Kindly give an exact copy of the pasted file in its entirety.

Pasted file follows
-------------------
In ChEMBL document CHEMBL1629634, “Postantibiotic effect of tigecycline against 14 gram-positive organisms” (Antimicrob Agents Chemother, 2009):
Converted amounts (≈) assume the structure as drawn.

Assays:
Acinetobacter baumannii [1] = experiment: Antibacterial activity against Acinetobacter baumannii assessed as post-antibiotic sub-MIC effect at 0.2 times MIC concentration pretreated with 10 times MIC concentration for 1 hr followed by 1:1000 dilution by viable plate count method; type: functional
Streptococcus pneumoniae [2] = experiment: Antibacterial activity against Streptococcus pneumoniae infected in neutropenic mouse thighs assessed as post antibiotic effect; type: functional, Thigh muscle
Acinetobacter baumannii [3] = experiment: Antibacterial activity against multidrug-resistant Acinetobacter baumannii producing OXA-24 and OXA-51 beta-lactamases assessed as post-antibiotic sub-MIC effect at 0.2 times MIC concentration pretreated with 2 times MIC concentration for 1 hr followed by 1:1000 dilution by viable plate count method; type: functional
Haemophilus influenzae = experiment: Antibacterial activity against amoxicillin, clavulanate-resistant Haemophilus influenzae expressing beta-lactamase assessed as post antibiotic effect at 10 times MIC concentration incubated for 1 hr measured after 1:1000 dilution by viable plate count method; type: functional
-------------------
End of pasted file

In ChEMBL document CHEMBL1629634, “Postantibiotic effect of tigecycline against 14 gram-positive organisms” (Antimicrob Agents Chemother, 2009):
Converted amounts (≈) assume the structure as drawn.

Assays:
Acinetobacter baumannii [1] = experiment: Antibacterial activity against Acinetobacter baumannii assessed as post-antibiotic sub-MIC effect at 0.2 times MIC concentration pretreated with 10 times MIC concentration for 1 hr followed by 1:1000 dilution by viable plate count method; type: functional
Streptococcus pneumoniae [2] = experiment: Antibacterial activity against Streptococcus pneumoniae infected in neutropenic mouse thighs assessed as post antibiotic effect; type: functional, Thigh muscle
Acinetobacter baumannii [3] = experiment: Antibacterial activity against multidrug-resistant Acinetobacter baumannii producing OXA-24 and OXA-51 beta-lactamases assessed as post-antibiotic sub-MIC effect at 0.2 times MIC concentration pretreated with 2 times MIC concentration for 1 hr followed by 1:1000 dilution by viable plate count method; type: functional
Haemophilus influenzae = experiment: Antibacterial activity against amoxicillin, clavulanate-resistant Haemophilus influenzae expressing beta-lactamase assessed as post antibiotic effect at 10 times MIC concentration incubated for 1 hr measured after 1:1000 dilution by viable plate count method; type: functional